5 John Vander Wal as PH 624 624 533 70 126 33 4 17 95 87 153 .236 .342 .409 .751 90
6 Manny Mota as PH 592 592 497 69 149 16 3 4 115 61 47 .300 .373 .368 .741 100
7 Smoky Burgess as PH 577 577 489 71 138 27 0 16 144 74 42 .282 .376 .436 .812 102
8 Orlando Palmeiro as PH 525 525 456 69 120 24 2 3 49 50 65 .263 .337 .344 .682 94
9 Jim Dwyer as PH 501 501 419 54 101 17 2 10 74 67 78 .241 .339 .363 .702 87
10 Gates Brown as PH 499 499 422 66 106 14 5 16 73 70 59 .251 .357 .422 .779 109
11 Terry Crowley as PH 494 494 423 47 109 19 1 5 69 63 51 .258 .350 .343 .693 93
12 Matt Stairs as PH 490 490 416 72 105 20 2 23 87 64 109 .252 .357 .476 .833 100
13 Greg Norton as PH 489 489 413 47 96 21 2 13 73 72 122 .232 .348 .387 .735 95
14 Jerry Lynch as PH 487 487 430 55 114 13 3 18 90 51 90 .265 .344 .435 .779 98
15 Jose Morales as PH 486 486 446 45 123 24 3 12 93 31 86 .276 .324 .424 .747 101
Provided by Baseball-Reference.com: View Play Index Tool Used
Generated 12/16/2013.

That Lenny Harris would top this last list is very telling. This is a player with a career .667 OPS who only twice passed 100 OPS+ (at 102 and 103) in 15 seasons of 100+ PA. And, it’s not like he had a particular knack for the job, as he wasn’t able to match even that very modest OPS performance as a pinch-hitter. Yet, major-league managers thought he was the team’s best available option for almost 900 PA. How sad.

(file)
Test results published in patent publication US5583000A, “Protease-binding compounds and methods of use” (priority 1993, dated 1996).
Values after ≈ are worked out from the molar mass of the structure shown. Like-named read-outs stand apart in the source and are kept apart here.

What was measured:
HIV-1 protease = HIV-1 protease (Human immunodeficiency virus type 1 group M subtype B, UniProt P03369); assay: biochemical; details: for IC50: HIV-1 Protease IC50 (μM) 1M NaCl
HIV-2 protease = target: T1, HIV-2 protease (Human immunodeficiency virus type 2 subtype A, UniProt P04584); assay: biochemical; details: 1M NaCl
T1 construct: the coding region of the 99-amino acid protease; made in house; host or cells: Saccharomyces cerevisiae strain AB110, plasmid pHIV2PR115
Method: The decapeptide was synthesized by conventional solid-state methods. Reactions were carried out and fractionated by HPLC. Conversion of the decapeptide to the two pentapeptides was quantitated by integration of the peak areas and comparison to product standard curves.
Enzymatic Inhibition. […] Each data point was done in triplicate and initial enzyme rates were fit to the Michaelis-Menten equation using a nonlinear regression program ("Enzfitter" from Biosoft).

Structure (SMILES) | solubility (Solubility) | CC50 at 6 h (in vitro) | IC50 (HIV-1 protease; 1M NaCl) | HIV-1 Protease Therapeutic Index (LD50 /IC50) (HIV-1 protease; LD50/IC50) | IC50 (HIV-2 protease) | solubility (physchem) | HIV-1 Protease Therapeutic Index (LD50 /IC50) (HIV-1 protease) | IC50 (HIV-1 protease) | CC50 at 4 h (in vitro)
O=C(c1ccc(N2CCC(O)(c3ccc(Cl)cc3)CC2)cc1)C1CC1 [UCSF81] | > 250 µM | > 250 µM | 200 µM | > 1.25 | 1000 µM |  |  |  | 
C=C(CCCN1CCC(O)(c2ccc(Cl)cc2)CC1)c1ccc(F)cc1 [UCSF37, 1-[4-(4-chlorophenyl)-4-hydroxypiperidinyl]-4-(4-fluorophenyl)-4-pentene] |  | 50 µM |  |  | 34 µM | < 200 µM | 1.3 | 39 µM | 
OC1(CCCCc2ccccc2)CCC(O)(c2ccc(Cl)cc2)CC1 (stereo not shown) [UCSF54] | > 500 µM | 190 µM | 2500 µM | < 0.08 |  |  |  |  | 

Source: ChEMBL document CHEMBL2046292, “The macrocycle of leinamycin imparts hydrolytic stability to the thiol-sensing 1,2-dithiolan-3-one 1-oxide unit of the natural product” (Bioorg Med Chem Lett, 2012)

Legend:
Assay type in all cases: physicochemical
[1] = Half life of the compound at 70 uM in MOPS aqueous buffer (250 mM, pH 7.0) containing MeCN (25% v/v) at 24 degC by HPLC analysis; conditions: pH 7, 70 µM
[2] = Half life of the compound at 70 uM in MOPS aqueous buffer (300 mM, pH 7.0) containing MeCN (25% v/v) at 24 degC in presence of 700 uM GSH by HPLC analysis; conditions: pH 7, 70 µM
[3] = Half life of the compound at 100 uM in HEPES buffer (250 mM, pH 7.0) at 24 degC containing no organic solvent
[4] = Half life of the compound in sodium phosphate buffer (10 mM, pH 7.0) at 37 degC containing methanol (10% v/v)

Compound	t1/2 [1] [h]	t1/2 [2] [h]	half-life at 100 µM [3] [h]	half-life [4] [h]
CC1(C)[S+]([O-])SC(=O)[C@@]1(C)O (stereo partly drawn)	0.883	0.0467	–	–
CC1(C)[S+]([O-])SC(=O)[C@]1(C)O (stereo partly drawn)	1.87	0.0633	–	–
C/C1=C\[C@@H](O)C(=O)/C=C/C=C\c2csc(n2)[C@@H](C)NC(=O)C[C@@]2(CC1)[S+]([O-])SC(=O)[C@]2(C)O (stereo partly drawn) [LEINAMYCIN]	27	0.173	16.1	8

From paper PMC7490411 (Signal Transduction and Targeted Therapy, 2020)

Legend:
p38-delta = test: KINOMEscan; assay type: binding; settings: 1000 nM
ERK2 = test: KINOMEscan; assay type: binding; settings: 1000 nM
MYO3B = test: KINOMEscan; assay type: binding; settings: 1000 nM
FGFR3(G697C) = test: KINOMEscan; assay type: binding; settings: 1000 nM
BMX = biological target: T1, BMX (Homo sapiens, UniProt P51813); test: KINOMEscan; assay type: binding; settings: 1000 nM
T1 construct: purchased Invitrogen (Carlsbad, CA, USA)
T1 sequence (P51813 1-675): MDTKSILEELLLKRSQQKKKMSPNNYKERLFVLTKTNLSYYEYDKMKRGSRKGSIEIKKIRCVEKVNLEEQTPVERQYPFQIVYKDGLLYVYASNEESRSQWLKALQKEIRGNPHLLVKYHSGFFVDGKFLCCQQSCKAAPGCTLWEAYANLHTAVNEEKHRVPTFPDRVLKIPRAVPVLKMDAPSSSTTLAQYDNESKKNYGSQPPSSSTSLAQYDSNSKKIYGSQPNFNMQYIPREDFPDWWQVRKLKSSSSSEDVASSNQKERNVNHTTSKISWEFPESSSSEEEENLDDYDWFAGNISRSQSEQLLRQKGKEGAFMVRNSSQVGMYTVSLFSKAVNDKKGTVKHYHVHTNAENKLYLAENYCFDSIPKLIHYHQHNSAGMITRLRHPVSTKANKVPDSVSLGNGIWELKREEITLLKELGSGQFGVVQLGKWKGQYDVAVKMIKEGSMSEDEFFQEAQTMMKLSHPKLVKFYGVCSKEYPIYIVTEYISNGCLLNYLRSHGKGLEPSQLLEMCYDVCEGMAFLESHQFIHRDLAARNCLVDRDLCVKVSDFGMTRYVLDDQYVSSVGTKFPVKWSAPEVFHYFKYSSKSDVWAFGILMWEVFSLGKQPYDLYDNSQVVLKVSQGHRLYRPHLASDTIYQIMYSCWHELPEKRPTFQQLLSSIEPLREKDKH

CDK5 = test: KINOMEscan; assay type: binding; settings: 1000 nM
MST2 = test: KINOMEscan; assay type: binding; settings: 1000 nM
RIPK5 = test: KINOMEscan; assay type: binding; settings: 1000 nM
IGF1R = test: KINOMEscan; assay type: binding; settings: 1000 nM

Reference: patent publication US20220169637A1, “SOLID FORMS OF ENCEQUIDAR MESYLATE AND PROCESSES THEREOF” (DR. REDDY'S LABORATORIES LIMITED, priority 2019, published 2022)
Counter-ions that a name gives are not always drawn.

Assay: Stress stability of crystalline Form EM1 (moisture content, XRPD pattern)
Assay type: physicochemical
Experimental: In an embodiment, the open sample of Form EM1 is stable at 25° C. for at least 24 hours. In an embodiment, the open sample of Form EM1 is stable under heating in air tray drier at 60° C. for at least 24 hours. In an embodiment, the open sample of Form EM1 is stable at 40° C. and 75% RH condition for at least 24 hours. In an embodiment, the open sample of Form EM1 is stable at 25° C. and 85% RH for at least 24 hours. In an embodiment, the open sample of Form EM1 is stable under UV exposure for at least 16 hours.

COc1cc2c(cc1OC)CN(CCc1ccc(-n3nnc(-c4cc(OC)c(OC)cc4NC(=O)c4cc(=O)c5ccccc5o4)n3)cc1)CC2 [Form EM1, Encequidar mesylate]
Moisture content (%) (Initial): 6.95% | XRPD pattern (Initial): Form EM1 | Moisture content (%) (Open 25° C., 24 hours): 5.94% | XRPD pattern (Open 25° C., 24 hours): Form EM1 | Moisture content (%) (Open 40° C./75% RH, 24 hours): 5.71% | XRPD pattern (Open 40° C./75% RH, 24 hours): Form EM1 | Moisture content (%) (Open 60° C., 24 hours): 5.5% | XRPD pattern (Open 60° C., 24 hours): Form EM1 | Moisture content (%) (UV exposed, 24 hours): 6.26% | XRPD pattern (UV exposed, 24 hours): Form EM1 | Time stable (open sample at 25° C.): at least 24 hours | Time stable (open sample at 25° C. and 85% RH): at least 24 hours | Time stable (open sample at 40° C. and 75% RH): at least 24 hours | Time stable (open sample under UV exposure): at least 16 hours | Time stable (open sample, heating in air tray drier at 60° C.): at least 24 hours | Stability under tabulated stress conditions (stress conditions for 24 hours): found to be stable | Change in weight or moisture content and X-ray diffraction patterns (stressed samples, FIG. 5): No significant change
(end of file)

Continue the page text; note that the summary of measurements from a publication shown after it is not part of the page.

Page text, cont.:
So, how did pinch-hitting decline to the point where the likes of Lenny Harris would be the majors’ all-time leader in pinch-hit appearances? The answer probably isn’t a surprise. The ever-increasing use of relief pitchers has led to bloated pitching staffs and shorter benches. Benches so short, in fact, that there’s not room anymore for a pinch-hitting specialist (much less a left-hand hitting and right-hand hitting pinch-hit specialist, as was common 30 or 40 years ago). Certainly not after the roles of reserve catcher, reserve infielder and reserve outfielder have been filled (what a marvelous luxury today to have a player fill one of those roles and also be an effective pinch-hitter).

A picture tells a thousand words, so let’s go right to the charts.

Pinch-Hit Appearances per Game 1950-2013
So, the leagues were pretty much in lock step until the AL numbers predictably fell off the table when the DH was introduced. Then, both leagues stayed fairly stable until the AL began a steady decline in the early 1990s.